The Southport Weekender took its trademark M.O. of merging the old with the new to even greater levels for this, its 49th outing, and its third at the collossally-sized Butlins venue in Minehead. A host of new rooms and indoor domes ensured even more music flowed in addition to the traditional four arenas, and a bunch of Southport ‘virgin’ DJs appeared for the first time, further enhancing the regular elements of this must-reach event for any serious fan of black dance music.
Jill Scott’s concert with full band in 2012 paved the way for some stunning live sets this time round, (although the massive stage she’d performed on then remained unused this year.) Dwele evoked the atmosphere of London’s Jazz Cafe with his Funkbase performance, Adeva showed she still had her late 80s gusto in The Powerhouse, while 80s diva Melis’a Morgan caused a roadblock in the Connoisseurs Corner, delighting with her inevitable rendition of ‘Fool’s Paradise.’ 
But the surprise nugget was 70s disco diva Melba Moore, who jarred the Saturday afternoon crowd out of their slumber with a truly empowering set, backed with a great band and a popular pair of backing singers who were left to soak up the applause for their solo renditions as Melba exited stage early. (In some earlier wordplay she’d proposed a ‘Melba toast’ by downing a bottle of what looked like whisky but was surely coloured water.)
Hip-hop got a generous showcase on Saturday night, with Mos Def, (seemingly going by his alternative moniker of Yasiin Bey these days) delivering a set that seemed to divide opinion. On the one hand, he earned kudos for pausing midway through ‘Ms Fat Booty’ to check on a girl who seemed to have fainted or collapsed near the stage. At other times, his performance felt somewhat self-indulgent and worthy, over-running as it did by 30 minutes.
This paved the way for the highly anticipated return of Arrested Development in full live concert, slick and polished throughout, with memorable singaongs for ‘Mr Wendal’ and ‘People Everyday.’ One of the most fascinating things about Southport is getting reassurance that the artists who soundtracked your early days haven’t become cashiers or toilet cleaners, (at least not full-time) and are still hitting stages and giving it all they ever had. Turntablists DJ Cash Money and Shortee Blitz provided beats, rhymes and basslines around the acts ensuring hip-hop heads’ appetites were firmly catered for.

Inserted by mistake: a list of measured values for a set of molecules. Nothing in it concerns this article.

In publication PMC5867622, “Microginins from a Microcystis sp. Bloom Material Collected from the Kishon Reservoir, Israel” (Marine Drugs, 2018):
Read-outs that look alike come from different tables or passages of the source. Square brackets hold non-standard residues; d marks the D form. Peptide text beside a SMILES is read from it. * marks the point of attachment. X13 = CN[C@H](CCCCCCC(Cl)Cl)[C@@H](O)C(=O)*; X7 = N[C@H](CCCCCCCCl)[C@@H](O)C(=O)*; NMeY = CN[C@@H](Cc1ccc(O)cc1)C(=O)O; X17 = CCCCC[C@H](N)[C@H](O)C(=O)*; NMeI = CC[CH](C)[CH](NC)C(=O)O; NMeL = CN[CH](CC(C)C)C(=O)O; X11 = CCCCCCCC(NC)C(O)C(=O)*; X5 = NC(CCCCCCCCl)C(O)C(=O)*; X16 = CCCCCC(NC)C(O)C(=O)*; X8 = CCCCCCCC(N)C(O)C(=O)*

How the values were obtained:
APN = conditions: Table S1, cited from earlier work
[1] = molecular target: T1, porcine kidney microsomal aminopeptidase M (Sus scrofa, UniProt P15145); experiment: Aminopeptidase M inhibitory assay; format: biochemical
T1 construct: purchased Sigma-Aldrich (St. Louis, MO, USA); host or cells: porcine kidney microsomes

As is generally the case, The Funkbase delivered the most wide-ranging scope of music throughout, from Bigger’s faithful soul steppers, to Goldie’s dawn D&B excursion. Ronnie Herel’s 90s revivals clearly had vintage clubbers going into a nostalgic zone, with gasps of recognition going up with each new tune. Da Firin’ Squad took a gamble by blasting off with a garage set infused with furious microphone energy – and it paid off, igniting the crowd into a jumped-up frenzy, with similar electricity maintained throughout David Rodigan’s 90-minute set. As the token representative of reggae, his selection really hit home, and with lighters blazing and queues round the block, and Rodigan looking like a latter-day Robert Duvall bouncing around furiously in spite of his sixty-plus years, he more than warranted his long-standing nickname of ‘Ramjam’ Rodigan.
DJ EZ repeated the garage fever on Saturday night, by which point the place was rammed to capacity and the atmosphere buzzing. It all provides evidence that the extremely broad remit of this particular arena is truly paying off, and more reggae, D&B and garage players on the bill looks like a sensible move for next time round and beyond.
By contrast, The Powerhouse provided the most consistent sound, as thudding 4/4 house beats thundered from early evening through to 8am, US big dogs like Dennis Ferrer and DJ Spen joining stalwarts such as Kerri Chandler and Steve Butler. The Beat Bar, meanwhile, veered from jazz dance to deep house, breakbeat, Afrobeats and Brazilian jazz.
This being the event’s third year in Minehead, (or Mineport as it’s become known to hardened attendees,) and in spite of the last leg of the journey from Bridgwater feeling as if you’re crossing an entire continent, things are boding very well for the big one in 2014. Next May, Southport hits the big Five O – 50 events since that first outing on a blustery caravan site in Berwick-Upon-Tweed back in 1987. Early booking for this one (like, right now) comes highly recommended, as it’s a guaranteed sell-out.
We’ll sure as hell be there. To make sure you are to, head over to pronto! 
Here’s to 50 more.

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